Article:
On Food and People

I am a humanitarian.  A humanitarian who is also a foodie.  Fortunately, I have found these traits to be complementary. They are also the keys to my happiness. Holiday Dinner Table

There is nothing in the world I enjoy more than sharing a meal with good company.  The best times of my life have been spent sitting on dusty picnic benches, telling stories in foreign tongues (including my own broken attempts at Portuguese and Arabic), and sharing culture, ancestry and love through a homemade meal.

I have spent my entire life loving people and food.  I love them hard.  I love them so much that sometimes I literally feel like my heart could burst when I sit down at a dinner table.  I’m not just talking about that amazing Spanish tapas place in Santa Monica, the one that I have gone to on my birthday the past few years.  But so long as we’re on the subject, the reason I love this particular place SO much is because the owner always greets us (well, everyone who eats there), with open arms and a vibrant smile.  He adores the food his kitchen prepares, and he is not shy in sharing this passion with his patrons.  He exudes the same warmth that I remember so fondly from my months studying in the south of Spain.  It is his demeanor, as much as the fabulous and authentically-Spanish flavors, that make the experience for me.

Now back to those dinner tables.  I think you know the ones I’m talking about.  The Thanksgiving tables overflowing with abundance of food and surrounded by your favorite family members and closest friends.  The romantic picnic blankets spread out on the beach with your toes in the sand and a cheap bottle of wine tucked away in your basket.  The city park benches shared with a stranger where your sandwich is wrapped in foil and the crumbs go to the birds.

What makes these meals so memorable?  Certainly the food.  What foodie could forget that out-of-this-world root vegetable roast or steak and arugula salad?  Ambiance doesn’t hurt either.  But more than the food and the atmosphere are the people.  They are truly that which makes the meal.  For you see, each person who sits down at the table (or park bench, or wherever you choose to eat) brings their own flavors along.  And boy do I love zest of grandma and pinch of an old friend!

Let me give you an example.  Have you ever cooked the same meal twice, followed the same recipe to the exact degree, but had it taste entirely different?  Were you thinking about the same things both times you made the meal?  Did you eat the meal with the same people?  The way I see it, we bring our own flavors to the foods we prepare.  I will never be able to prepare the same dish as the one I ate at my favorite restaurant, even if I have the recipe, because the dish is as much an expression of the chef as it of the ingredients and technique.  Similarly, if I am recalling happy travels in Morocco while I prepare a lamb tagine, I am capturing the flavors of my experience there.  And then, depending on to whom I serve the dish, their own feelings and memories will affect how they taste the food.  It really is amazing how much eating is tied to our human experiences.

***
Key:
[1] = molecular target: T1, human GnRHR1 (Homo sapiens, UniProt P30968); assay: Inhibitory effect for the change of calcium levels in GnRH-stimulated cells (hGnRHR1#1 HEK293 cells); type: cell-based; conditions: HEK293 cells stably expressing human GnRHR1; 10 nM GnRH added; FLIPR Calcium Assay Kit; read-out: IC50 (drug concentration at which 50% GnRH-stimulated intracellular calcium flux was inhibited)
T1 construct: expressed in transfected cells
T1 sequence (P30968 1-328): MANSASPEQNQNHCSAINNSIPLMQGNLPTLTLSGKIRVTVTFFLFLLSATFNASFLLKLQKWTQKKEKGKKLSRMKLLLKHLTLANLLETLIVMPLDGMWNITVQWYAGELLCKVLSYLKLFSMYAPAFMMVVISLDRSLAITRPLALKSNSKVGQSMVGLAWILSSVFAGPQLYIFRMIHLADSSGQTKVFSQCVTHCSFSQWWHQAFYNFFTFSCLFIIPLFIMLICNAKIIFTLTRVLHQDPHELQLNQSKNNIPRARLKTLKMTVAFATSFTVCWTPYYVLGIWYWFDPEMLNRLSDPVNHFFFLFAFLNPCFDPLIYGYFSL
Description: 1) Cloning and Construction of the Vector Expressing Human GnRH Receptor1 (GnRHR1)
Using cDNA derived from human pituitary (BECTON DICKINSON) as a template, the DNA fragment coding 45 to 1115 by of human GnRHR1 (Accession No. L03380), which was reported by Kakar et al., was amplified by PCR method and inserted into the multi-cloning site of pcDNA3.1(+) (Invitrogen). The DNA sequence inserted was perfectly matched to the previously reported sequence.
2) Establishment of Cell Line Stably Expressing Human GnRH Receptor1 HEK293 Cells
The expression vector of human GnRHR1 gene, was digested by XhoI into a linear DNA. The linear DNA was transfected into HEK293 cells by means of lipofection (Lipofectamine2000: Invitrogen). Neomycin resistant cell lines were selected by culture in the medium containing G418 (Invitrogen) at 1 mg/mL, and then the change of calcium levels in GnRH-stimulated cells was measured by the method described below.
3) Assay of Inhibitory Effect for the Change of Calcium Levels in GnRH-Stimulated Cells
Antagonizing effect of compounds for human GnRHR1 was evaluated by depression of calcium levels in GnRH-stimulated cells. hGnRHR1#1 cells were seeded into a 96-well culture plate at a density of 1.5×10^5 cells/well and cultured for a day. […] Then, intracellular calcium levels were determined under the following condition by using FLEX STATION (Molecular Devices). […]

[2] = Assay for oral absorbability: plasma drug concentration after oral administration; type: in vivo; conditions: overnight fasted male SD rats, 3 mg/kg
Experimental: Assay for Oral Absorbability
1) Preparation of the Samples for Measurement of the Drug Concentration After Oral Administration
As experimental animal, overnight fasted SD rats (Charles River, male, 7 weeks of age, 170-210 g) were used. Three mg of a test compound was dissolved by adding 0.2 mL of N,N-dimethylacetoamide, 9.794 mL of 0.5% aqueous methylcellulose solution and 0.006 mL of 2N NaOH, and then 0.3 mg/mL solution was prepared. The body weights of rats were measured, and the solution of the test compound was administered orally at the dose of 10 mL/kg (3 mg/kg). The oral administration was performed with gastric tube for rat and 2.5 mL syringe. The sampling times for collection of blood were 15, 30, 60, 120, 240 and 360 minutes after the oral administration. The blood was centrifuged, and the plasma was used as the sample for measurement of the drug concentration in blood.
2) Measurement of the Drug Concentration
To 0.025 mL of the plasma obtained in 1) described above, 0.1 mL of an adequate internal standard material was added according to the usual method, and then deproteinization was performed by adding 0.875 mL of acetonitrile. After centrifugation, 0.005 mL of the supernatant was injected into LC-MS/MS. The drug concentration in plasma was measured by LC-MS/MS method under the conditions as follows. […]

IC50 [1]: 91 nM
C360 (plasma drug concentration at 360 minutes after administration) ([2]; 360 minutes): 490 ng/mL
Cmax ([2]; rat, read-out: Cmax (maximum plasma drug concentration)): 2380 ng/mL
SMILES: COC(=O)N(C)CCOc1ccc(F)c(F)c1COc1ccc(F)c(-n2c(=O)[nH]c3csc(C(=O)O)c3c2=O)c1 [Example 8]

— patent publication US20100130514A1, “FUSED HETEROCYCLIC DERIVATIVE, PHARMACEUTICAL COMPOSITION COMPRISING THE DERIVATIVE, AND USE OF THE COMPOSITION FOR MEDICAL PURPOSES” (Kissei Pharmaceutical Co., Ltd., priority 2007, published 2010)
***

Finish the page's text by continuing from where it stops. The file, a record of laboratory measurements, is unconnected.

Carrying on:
I attribute my obsession with food in part to genetics (and the very real possibility of past lives spent in Mediterranean cultures, as these seem to be my most visceral flavor favorites).  But my upbringing has also been foundational in enhancing these innate qualities.

I grew up helping my mom in the kitchen. She was always experimenting with her recipes, taking notes from the latest health trends. I learned early how to make “diet” cookies using non-fat yogurt instead of butter and to substitute raw honey for processed sugar.  I’ve been making recipe modifications ever since.

Travel has also been foundational in developing my appreciation of the ways that culture and history shape cuisines, as well the impact of food on fostering connections and establishing community.  I have made more lifelong friends around the world by sticking my hand in their potato chip bag (with permission, of course) or helping to pick their coffee beans than I have ever made at networking events in Los Angeles.  There’s something special about eating and drinking together.  Perhaps it’s as simple as finding common ground.  After all, we can always talk about the food we are enjoying.  But I think that mealtime taps into even deeper human desires.

I’ve recently been reflecting on why I love cooking meals for family and friends as much as I do.  I’ve realized that making a meal allows me the opportunity to share myself with people in one of the most human ways.  We all need to eat to live.  In those moments of putting a meal on the table, I am able to provide that essential need to the people I care about most.  And when I use the freshest and most pure ingredients in preparing the meal, I take this one step further by providing not only sustenance but also nourishment and a hope for better health.  Similarly, when someone offers to prepare me a meal, I feel instantly more connected with them.  After all, they have chosen to take care of me in that moment.  I am always grateful for the opportunity to learn more about their unique story as expressed through the flavors in their food.

I promise to write in much more detail about the connection between food and humanity, but for today, these are my thoughts.

I love people and food.  These two things are enough to overflow my life with joy.  The question, now, is how to combine the two to make a difference in this world.